Jim Wilson, missionary with ReachGlobal and the general overseer of the Bible Institutes, seeks to fulfill the need for formal theological education in rural Nicaragua.

“Our primary objective is to provide Latin American pastors with biblical, theological, and pastoral training that they otherwise don’t have access to,” Wilson says. “We have 15 courses; it takes about seven years to complete the program.”

In 1998, when he was pastoring a church in Huntsville, Ala., Wilson got a call from a friend asking if his church would be interested in doing long-term ministry in Nicaragua. After his first trip there, Wilson saw the need for pastoral training and his church decided to begin meeting that need.

“We began in 2000 with our first institute in Chinandega and God has blessed that,” Wilson says. “Now, we have eight different Bible Institutes in eight different cities in Nicaragua. We also have three in Costa Rica and we have one in Panama.”

As a result of the growth, Wilson says, more U.S. churches have begun partnering with the Bible Institutes and adopting specific locations. Churches who adopt an institute are responsible for bringing a team to teach, providing lunch for the pastors who attend and paying their daily transportation costs.

On day one, Moore and his team hand out copies of “For Your Joy” (“Para Tu Gozo” in Spanish) by John Piper. Many pastors ask for multiple copies to take back to their congregations. Giving out resources like Piper’s book is another role that churches like Moore’s — Fellowship Bible Church of Fort Smith — take on when adopting an institute.

“I believe that there is a lack of resources that are available to the pastors,” Moore says. “What we are able to provide in the Bible Institute is resources for the pastors and the church leaders so that they can get equipped and trained so that they can turn around and equip and train their people.”

Avendaño, a former Bible Institute student, followed this model.  After attending the Bible Institute, he changed his approach toward reading the Bible.

“When I am reading the scriptures, I apply the message that they’ve given us: how to read the Bible and how to interpret it,”  Avendaño says.  “I used to go to the Bible like any other book and I didn’t know how to do it in the right way. Now, I read it, meditate on it and then I interpret it and apply it.”

One of the key beliefs in the Bible Institute ministry is that training locals like Avendaño will give their ministries a lasting impact.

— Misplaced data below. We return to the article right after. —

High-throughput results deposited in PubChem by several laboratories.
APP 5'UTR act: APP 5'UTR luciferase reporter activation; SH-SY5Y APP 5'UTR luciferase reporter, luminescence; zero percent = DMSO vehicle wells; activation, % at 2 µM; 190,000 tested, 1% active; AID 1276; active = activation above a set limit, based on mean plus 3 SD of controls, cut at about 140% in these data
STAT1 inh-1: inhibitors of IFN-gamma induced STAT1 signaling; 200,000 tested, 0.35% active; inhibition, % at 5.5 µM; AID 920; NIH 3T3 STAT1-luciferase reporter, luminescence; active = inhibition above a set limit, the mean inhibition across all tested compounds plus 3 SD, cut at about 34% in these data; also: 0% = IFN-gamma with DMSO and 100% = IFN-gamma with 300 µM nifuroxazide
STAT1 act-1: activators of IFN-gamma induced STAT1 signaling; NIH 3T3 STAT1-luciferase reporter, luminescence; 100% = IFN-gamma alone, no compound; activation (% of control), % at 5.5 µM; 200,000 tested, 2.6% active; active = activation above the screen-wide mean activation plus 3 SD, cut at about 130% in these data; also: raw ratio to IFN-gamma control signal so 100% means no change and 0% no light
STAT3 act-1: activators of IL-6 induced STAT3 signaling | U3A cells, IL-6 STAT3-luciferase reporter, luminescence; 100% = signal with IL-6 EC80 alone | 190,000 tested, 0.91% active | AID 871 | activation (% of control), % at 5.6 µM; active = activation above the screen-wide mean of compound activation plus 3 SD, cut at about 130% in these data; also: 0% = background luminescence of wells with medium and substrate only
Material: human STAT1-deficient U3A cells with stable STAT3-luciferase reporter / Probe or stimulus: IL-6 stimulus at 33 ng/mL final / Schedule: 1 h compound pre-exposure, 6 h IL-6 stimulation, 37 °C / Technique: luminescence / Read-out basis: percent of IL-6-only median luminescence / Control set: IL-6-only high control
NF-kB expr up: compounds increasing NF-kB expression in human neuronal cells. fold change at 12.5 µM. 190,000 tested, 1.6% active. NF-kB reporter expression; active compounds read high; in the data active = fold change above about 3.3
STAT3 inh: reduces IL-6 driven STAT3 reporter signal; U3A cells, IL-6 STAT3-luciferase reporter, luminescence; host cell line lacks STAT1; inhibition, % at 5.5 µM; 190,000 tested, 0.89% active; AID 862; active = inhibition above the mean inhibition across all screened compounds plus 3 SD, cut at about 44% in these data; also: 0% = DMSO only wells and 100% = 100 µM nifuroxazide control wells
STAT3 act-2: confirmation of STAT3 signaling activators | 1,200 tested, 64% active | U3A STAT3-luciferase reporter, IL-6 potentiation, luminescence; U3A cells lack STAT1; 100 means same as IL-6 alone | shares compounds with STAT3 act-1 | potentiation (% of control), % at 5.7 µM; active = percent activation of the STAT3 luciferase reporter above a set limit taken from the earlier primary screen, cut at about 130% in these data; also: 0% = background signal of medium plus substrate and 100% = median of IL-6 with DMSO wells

“[In missions] we don’t have a good history of transferring the authority to the local leaders,” Feliz-Kent says. “This ministry is doing that pretty well. Our idea is teach the local pastors and church leaders these fundamentals so that they in turn, continue teaching them to others.”

Feliz-Kent believes that equipping local church leaders with correct doctrine and principles for interpreting the Bible will help the church in Central America as a whole prosper.

“The church is not what it’s supposed to be because of bad teaching. That’s what motivates me and that’s what moves me. That’s why I do this. There is great need for theological education,” Feliz-Kent says.

Leaders of the institute agree that they are seeing God move in their ministry.

“They’re hungry, they want to learn, they’re picking up what you’re saying and are able to respond and ask good questions and explain it in their own words,” Feliz-Kent says.

Wilson also finds the growth of the institute and the testimonies of the pastors to be an encouragement.

“So many of them have come back and told me the blessing they have seen in their church,” Wilson says. “As they have turned around and reproduced and multiplied what we have brought them, they’ve taught it to their people.”

After the final session, despite the humid heat that fills the room and the six hours of intensive teaching and worship they’ve just experienced, the local pastors form a line behind Wilson and the team of teachers from Fort Smith. Some come up with their Bibles and ask probing questions about what they’ve learned. Many kiss the teachers on the cheek and bless them for their work.